The ProLite B2083HSD is a 19,5’’ 1600x900 LED-backlit monitor with a Height Adjustable Stand supporting Screen Rotation, ensuring perfect posture and optimal viewing comfort. It features 5msec black-to-black response time and 12 000 000 : 1 Advanced Contrast Ratio assuring very good picture quality. The monitor is TCO6 and Energy Star Certified. A perfect solution for education, local government, business and finance markets.
|Name||iiyama ProLite B2083HSD 20" TN Monitor, 1600 x 1200 UXGA, 60Hz, 5ms|
|Model name||ProLite B2083HSD|
LED is a lighting technology. With LED technology, diodes are used as illuminants and not conventional UHP lamps. The advantage of this technology is that the diodes do not use a filament and practically do not consume energy. However, LEDs have a more bluish colour range than UHP lamps, which is why the image is often perceived as somewhat colder.
Besides the DMD chip, the colour wheel is one of the most important criteria for image generation in DLP projectors. The colour wheel rotates constantly at extremely high speed and currently has 3, 4, 5 or, in some cases, even more colour segments. Through the colour wheel, the light from the projector lamp is alternately broken down into the primary colours red, green and blue practically without interruption. In modern projectors, the colour wheel also contains white and sometimes other colours such as cyan, magenta and yellow. With 3 segments, the colour wheel rotates at 3600 or 7200 rpm, with 7 segments at up to 14400 rpm. (4x speed). Each colour perceived by the eye in a DLP projector is therefore an extremely fast sequence of individual, differently coloured light beams until the actual processing. Because this technology sometimes does not use all the colour positions of the colour wheel for high-contrast images, or because the colours required for colour mixing are arranged far apart on the wheel, some viewers recognise the rainbow effect. This characteristic is more noticeable with slower colour wheels and slower rotation speeds than with projectors with faster and more frequently segmented colour wheels.
|Resolution||1600 x 1200 UXGA |
The resolution of a projector is the maximum number of image points (pixels) that a projector can display based on its naturally existing technology, i.e. without conversion or cropping of the image. The native resolution is the number of pixels that a projector physically has to display the image. A projector usually interpolates a resolution when it receives an image signal with a higher resolution than the native one. If this is the case, there may be a lack of image detail or general blurring in the displayed image. If a projector receives an image signal with a lower resolution than the native, it also interpolates, it scales the image up to the native resolution, calculates corresponding additional pixels, if possible without changing the image information. The disadvantage here is that although the image is displayed larger than fed, the original individual pixels may become much more visible as they are multiplied by the conversion.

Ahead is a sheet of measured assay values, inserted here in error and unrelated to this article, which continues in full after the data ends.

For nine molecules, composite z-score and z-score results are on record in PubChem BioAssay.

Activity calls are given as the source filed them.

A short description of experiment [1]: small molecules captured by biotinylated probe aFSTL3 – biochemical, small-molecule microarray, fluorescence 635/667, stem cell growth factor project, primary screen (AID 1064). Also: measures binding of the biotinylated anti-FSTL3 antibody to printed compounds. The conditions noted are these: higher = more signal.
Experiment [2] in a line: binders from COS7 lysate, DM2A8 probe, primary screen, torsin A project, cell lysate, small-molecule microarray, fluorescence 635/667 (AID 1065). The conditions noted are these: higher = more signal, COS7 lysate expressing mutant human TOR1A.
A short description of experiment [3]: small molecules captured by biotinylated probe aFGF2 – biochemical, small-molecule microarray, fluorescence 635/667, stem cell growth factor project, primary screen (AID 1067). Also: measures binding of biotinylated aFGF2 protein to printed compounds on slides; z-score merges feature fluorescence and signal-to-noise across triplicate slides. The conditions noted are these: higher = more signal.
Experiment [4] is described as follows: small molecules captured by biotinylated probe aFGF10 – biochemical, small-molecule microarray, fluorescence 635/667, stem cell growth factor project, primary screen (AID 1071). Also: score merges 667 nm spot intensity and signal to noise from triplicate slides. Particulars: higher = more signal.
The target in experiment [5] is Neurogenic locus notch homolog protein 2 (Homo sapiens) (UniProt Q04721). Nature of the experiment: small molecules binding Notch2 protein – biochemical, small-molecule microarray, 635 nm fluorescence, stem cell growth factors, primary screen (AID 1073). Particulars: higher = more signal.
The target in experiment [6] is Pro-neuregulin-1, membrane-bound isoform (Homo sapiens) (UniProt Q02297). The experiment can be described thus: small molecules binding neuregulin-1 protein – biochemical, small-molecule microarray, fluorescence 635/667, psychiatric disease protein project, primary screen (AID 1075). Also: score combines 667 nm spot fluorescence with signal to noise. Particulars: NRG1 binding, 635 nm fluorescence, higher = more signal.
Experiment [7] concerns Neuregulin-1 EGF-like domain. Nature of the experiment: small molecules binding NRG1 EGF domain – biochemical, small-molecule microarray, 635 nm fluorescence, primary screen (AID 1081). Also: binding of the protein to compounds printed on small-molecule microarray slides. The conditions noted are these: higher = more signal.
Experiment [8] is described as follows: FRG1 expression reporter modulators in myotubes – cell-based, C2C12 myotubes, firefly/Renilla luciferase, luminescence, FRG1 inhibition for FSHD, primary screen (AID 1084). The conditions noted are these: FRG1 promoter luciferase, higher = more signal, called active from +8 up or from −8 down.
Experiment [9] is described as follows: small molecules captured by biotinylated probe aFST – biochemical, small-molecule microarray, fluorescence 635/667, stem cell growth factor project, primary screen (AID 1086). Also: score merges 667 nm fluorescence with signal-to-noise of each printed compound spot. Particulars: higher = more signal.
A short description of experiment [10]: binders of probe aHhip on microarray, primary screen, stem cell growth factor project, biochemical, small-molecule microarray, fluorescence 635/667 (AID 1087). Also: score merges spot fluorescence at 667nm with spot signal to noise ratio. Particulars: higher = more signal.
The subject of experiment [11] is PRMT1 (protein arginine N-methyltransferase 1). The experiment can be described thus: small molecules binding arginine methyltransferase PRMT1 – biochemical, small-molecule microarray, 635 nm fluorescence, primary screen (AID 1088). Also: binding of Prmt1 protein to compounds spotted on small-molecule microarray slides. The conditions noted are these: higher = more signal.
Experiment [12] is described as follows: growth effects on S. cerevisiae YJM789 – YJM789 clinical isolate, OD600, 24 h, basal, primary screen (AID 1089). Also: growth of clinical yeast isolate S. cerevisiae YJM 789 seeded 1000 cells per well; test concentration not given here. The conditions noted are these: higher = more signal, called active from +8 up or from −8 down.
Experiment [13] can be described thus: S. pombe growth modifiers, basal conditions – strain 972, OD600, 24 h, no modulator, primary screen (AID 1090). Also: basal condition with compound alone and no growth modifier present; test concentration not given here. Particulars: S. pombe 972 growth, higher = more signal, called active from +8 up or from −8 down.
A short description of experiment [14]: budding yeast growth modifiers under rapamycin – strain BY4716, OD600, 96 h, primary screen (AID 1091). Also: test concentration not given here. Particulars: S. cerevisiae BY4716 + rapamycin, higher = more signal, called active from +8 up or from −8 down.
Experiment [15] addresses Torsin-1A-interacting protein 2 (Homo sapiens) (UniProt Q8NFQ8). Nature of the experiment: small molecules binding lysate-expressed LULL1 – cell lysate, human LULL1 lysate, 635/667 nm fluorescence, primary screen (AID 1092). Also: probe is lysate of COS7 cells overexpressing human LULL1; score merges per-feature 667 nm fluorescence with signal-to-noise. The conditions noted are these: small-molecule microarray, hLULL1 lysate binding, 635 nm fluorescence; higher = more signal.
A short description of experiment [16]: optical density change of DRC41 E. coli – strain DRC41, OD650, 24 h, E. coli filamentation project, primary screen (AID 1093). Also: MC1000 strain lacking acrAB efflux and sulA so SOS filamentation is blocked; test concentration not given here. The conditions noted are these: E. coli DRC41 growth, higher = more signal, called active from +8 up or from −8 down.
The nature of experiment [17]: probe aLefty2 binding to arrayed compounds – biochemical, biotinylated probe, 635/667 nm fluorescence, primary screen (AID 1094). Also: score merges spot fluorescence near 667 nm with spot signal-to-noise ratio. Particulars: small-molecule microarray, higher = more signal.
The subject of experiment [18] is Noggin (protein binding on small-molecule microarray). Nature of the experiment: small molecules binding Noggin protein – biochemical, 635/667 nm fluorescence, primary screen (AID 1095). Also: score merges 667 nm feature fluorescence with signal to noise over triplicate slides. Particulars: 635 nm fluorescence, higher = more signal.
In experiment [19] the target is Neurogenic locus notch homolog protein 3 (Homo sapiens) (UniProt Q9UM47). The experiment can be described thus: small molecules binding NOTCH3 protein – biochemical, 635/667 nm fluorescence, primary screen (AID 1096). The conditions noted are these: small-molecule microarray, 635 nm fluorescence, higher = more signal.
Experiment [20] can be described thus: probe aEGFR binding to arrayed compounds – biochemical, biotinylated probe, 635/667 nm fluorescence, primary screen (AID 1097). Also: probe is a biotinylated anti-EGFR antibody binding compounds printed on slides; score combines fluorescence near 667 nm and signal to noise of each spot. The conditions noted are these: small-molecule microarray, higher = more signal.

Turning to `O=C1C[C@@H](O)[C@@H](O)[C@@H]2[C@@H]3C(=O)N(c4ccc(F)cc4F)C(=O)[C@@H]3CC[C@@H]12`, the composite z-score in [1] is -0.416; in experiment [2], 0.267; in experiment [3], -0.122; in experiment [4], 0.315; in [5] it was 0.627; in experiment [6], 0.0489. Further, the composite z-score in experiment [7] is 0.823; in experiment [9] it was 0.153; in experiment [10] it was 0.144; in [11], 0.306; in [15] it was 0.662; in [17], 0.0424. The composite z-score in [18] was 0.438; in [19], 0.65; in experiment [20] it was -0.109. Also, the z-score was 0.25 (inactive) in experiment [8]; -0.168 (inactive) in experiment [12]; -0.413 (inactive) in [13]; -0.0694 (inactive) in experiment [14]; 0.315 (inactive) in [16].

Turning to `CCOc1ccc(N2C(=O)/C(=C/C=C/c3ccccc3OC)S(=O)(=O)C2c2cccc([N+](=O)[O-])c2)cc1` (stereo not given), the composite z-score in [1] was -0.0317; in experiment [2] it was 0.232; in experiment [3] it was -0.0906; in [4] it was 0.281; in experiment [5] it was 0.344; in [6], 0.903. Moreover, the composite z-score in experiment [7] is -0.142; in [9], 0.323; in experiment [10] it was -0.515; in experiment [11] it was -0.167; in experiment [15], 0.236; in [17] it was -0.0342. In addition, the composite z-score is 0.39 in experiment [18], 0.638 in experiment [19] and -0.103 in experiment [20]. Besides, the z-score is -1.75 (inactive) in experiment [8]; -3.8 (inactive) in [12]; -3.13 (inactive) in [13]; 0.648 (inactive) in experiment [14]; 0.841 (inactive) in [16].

4K refers to the resolution of 3840 x 2160 or Ultra High Definition Television (UHDTV). This resolution corresponds to 4 times the resolution of Full HD. To record films with this resolution, special cameras are needed that can record at around 8 megapixels (4K).
The term Full HD is used to describe devices that can physically display or output HDTV signals in full (1920 x 1080 pixels).
1080p is the specification of the vertical picture lines. Among other things, it refers to the resolution 1920 x 1080. The "p" in this case means full frames, so all picture lines are displayed simultaneously.
1080i is the specification of the vertical picture lines. The "i" in this case means fields. This signal is usually displayed interpolated (e.g. by devices with a 1280 x 720 HDready resolution). The interpolation digitally adds pixels, but also offers a slight blurring. In contrast, 1080p playback uses full frames.
|Aspect Ratio||16:9 |
The projected image is output in a format (aspect ratio) specified by the projector. The format is also determined by the resolution of the projector (see also the entry "Resolution"). The screen format is usually selected on the basis of the format of the beamer image. The most common formats are 4:3, 16:9 and 16:10.
|Contrast Ratio||1,000 :1 |
The contrast reflects the gradations between the lightest and darkest point. This is determined from white to grey to black. The higher the contrast, the more precisely the individual gradations between the respective sections can be recognised. In real use, however, the contrast actually only plays a role in darkened rooms, as the light counteracts the contrast. Therefore, contrast plays a rather subordinate role in presentation devices. It should also be noted that the contrast is determined differently depending on the technology. This often results in very different values on paper.
The black level indicates the lowest light value of the projection that is achieved when projecting a black image. The better the black level, the more the dark colours / black tones are emphasised in the image.
|Max. Brightness||250 cd/m²|
|Support - VESA||100 x 100|
|Product width||46.95 cm|
|Product height||35.65 cm|
|Product depth||23 cm|
|EEK Spectrum||A to G|
|Energy efficency class||F|
|Warranty type||Bringin service |
Service and support information
Manufacturer's warranty information:
Here you will find more detailed information on the different types of warranty. The specified manufacturer's warranty is valid at least throughout the United Kingdom. Please refer to our manufacturer overview for contact details and warranty conditions for the corresponding warranty claim. Statutory warranty rights are not restricted by an additional manufacturer's warranty. Our liability for defects is governed by law. Defect rights can be claimed free of charge.